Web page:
Left Ventricular Relaxation Half-Time as a Predictor of Cardiac Events in Idiopathic Dilated Cardiomyopathy and Hypertrophic Cardiomyopathy With Left Ventricular Systolic and/or Diastolic Dysfunction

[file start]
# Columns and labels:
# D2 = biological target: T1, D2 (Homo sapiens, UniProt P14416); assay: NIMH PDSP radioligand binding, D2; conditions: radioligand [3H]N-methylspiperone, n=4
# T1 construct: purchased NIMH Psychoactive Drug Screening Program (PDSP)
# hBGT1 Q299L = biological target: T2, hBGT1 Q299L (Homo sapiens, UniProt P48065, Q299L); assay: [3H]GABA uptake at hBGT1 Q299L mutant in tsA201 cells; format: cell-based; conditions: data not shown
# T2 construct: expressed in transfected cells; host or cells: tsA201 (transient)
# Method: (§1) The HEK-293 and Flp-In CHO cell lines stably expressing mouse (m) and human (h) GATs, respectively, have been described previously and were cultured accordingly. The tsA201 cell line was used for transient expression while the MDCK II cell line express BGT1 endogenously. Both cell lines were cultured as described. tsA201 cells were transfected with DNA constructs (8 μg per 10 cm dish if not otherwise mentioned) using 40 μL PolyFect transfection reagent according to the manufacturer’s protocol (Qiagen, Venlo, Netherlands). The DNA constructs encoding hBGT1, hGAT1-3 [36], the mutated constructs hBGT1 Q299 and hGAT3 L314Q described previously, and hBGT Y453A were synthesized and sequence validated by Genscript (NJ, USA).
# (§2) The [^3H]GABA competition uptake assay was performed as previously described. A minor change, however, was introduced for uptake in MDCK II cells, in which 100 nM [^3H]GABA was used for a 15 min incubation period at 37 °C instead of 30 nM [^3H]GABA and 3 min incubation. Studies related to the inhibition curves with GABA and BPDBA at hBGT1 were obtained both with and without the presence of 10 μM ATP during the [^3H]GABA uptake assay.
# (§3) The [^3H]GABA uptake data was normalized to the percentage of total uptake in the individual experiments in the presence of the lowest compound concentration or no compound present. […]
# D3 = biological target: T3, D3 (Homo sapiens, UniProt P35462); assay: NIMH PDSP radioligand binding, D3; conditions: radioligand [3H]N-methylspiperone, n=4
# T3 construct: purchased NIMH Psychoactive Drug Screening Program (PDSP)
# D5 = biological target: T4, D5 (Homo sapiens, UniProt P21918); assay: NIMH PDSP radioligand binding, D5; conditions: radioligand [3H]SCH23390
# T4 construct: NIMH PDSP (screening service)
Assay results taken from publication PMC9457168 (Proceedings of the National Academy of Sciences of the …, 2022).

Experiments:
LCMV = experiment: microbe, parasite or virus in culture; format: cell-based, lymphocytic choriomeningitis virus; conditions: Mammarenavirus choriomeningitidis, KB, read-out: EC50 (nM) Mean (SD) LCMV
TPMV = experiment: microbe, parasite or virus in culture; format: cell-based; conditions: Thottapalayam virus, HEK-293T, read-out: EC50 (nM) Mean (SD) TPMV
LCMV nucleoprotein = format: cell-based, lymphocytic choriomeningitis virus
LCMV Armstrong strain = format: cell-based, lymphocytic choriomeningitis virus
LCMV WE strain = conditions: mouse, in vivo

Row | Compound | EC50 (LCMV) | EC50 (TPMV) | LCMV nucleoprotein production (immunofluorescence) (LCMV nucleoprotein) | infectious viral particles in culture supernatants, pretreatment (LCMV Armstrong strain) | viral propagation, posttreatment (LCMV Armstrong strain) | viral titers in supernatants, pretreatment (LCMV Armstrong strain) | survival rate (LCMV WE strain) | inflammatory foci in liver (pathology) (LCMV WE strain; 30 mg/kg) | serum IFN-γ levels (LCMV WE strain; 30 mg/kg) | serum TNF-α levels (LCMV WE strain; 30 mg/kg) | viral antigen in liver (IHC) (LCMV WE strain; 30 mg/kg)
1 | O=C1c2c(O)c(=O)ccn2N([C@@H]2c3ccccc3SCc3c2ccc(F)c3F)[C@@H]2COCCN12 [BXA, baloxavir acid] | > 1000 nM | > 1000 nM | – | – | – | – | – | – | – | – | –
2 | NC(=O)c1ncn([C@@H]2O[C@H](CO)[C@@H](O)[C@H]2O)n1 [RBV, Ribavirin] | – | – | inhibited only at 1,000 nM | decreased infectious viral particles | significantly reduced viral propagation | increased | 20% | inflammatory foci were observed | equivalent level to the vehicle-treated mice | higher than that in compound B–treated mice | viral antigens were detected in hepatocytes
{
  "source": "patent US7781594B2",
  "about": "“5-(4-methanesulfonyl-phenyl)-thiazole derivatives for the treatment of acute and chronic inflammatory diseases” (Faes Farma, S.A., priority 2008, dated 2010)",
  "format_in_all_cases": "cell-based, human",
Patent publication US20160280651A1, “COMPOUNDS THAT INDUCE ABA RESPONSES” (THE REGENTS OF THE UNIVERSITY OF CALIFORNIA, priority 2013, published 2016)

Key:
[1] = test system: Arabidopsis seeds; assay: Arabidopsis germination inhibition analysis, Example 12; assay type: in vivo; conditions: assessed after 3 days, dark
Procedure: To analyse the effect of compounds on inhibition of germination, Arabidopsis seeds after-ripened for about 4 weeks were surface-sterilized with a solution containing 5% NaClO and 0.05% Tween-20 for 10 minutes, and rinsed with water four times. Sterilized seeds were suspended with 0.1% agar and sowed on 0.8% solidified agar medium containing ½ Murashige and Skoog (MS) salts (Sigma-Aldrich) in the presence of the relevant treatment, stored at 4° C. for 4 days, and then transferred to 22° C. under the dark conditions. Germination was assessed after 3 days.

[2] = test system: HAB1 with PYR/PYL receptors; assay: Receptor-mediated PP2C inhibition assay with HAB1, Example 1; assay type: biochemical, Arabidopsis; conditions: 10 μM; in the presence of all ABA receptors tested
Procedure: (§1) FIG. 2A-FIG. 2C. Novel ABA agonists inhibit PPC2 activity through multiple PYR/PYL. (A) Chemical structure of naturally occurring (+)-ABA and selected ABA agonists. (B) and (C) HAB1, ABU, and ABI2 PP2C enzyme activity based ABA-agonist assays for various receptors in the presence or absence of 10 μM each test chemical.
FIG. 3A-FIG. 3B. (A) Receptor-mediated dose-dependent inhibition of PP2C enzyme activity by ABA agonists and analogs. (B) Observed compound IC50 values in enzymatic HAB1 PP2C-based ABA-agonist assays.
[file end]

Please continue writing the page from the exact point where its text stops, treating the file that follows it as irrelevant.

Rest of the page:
Purpose: Diastolic dysfunction preceding systolic dysfunction is considered an important interaction in cardiomyopathy with poor prognosis. The aim of this study was to compare left ventricular (LV) isovolumic relaxation with the other parameters as a potential prognostic marker for patients with idiopathic dilated cardiomyopathy (IDC) and hypertrophic cardiomyopathy (HC). Methods: A total of 145 patients with IDC and 116 with HC were evaluated for hemodynamic parameters; LV pressure was directly measured by a micromanometer catheter, and relaxation half-time (T1/2) was used to determine LV isovolumic relaxation. The median follow-up period was 4.7 years. Results: The mean ages of the patients with IDC and HC were 52.0 ± 12.0 and 57.1 ± 12.4 years, respectively. Each patient group was further divided into 2 groups based on the median value of T1/2: (1) <41.0 ms (D-L group) and ≥41.0 ms (D-H group) (2) <38.5 ms (H-L group) and ≥38.5 ms (H-H group). Kaplan-Meier analysis showed a significantly higher probability of cardiac events in the D-H group than in the D-L group (p = 0.001) and in the H-H group than in the H-L group (p = 0.028). Further, Cox proportional hazard regression analysis revealed that T1/2 was an independent predictor of cardiac events for patients with IDC (hazard ratio 1.109; p = 0.007) and HC (hazard ratio 1.062; p = 0.041). In conclusion, regardless of the type of cardiomyopathy, T1/2 as a measure of LV isovolumic relaxation function was found to be associated with the occurrence of cardiac events.
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